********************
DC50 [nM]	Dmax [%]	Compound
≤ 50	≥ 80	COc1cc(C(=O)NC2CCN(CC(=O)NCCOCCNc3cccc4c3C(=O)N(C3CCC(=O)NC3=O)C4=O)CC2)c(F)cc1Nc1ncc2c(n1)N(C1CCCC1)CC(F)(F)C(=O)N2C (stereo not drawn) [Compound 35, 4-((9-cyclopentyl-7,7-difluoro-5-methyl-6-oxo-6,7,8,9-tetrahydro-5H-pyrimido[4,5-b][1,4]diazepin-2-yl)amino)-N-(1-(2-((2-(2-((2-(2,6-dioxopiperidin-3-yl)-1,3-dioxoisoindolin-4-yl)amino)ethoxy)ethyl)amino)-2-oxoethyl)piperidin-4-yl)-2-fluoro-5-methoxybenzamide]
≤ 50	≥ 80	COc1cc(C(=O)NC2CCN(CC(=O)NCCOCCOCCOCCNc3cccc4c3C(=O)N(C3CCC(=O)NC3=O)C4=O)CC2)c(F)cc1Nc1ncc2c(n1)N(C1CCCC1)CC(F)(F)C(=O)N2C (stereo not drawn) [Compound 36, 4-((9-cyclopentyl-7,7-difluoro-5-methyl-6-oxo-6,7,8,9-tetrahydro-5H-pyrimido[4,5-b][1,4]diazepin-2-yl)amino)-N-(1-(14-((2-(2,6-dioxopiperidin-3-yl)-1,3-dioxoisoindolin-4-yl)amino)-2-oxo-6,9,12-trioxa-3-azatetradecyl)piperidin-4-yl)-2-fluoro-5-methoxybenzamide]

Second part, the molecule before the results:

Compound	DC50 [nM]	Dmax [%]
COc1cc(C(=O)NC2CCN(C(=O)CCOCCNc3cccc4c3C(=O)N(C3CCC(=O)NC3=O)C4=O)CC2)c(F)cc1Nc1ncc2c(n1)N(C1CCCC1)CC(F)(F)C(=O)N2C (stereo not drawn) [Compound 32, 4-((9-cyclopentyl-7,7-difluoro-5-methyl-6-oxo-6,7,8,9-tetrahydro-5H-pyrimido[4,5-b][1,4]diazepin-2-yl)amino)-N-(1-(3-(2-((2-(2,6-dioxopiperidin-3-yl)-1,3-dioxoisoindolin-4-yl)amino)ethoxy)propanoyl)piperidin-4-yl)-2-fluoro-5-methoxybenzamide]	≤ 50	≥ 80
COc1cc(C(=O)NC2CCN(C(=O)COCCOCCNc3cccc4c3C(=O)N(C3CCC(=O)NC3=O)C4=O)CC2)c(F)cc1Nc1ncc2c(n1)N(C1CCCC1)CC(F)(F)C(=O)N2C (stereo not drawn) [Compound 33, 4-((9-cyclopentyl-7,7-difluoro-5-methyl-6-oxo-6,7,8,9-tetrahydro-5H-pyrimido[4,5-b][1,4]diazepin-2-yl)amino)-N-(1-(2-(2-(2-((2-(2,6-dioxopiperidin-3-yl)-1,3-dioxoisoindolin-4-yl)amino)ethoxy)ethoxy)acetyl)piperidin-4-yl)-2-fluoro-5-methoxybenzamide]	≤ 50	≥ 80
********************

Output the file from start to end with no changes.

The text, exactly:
DC50 [nM]	Dmax [%]	Compound
≤ 50	≥ 80	COc1cc(C(=O)NC2CCN(CC(=O)NCCOCCNc3cccc4c3C(=O)N(C3CCC(=O)NC3=O)C4=O)CC2)c(F)cc1Nc1ncc2c(n1)N(C1CCCC1)CC(F)(F)C(=O)N2C (stereo not drawn) [Compound 35, 4-((9-cyclopentyl-7,7-difluoro-5-methyl-6-oxo-6,7,8,9-tetrahydro-5H-pyrimido[4,5-b][1,4]diazepin-2-yl)amino)-N-(1-(2-((2-(2-((2-(2,6-dioxopiperidin-3-yl)-1,3-dioxoisoindolin-4-yl)amino)ethoxy)ethyl)amino)-2-oxoethyl)piperidin-4-yl)-2-fluoro-5-methoxybenzamide]
≤ 50	≥ 80	COc1cc(C(=O)NC2CCN(CC(=O)NCCOCCOCCOCCNc3cccc4c3C(=O)N(C3CCC(=O)NC3=O)C4=O)CC2)c(F)cc1Nc1ncc2c(n1)N(C1CCCC1)CC(F)(F)C(=O)N2C (stereo not drawn) [Compound 36, 4-((9-cyclopentyl-7,7-difluoro-5-methyl-6-oxo-6,7,8,9-tetrahydro-5H-pyrimido[4,5-b][1,4]diazepin-2-yl)amino)-N-(1-(14-((2-(2,6-dioxopiperidin-3-yl)-1,3-dioxoisoindolin-4-yl)amino)-2-oxo-6,9,12-trioxa-3-azatetradecyl)piperidin-4-yl)-2-fluoro-5-methoxybenzamide]

Second part, the molecule before the results:

Compound	DC50 [nM]	Dmax [%]
COc1cc(C(=O)NC2CCN(C(=O)CCOCCNc3cccc4c3C(=O)N(C3CCC(=O)NC3=O)C4=O)CC2)c(F)cc1Nc1ncc2c(n1)N(C1CCCC1)CC(F)(F)C(=O)N2C (stereo not drawn) [Compound 32, 4-((9-cyclopentyl-7,7-difluoro-5-methyl-6-oxo-6,7,8,9-tetrahydro-5H-pyrimido[4,5-b][1,4]diazepin-2-yl)amino)-N-(1-(3-(2-((2-(2,6-dioxopiperidin-3-yl)-1,3-dioxoisoindolin-4-yl)amino)ethoxy)propanoyl)piperidin-4-yl)-2-fluoro-5-methoxybenzamide]	≤ 50	≥ 80
COc1cc(C(=O)NC2CCN(C(=O)COCCOCCNc3cccc4c3C(=O)N(C3CCC(=O)NC3=O)C4=O)CC2)c(F)cc1Nc1ncc2c(n1)N(C1CCCC1)CC(F)(F)C(=O)N2C (stereo not drawn) [Compound 33, 4-((9-cyclopentyl-7,7-difluoro-5-methyl-6-oxo-6,7,8,9-tetrahydro-5H-pyrimido[4,5-b][1,4]diazepin-2-yl)amino)-N-(1-(2-(2-(2-((2-(2,6-dioxopiperidin-3-yl)-1,3-dioxoisoindolin-4-yl)amino)ethoxy)ethoxy)acetyl)piperidin-4-yl)-2-fluoro-5-methoxybenzamide]	≤ 50	≥ 80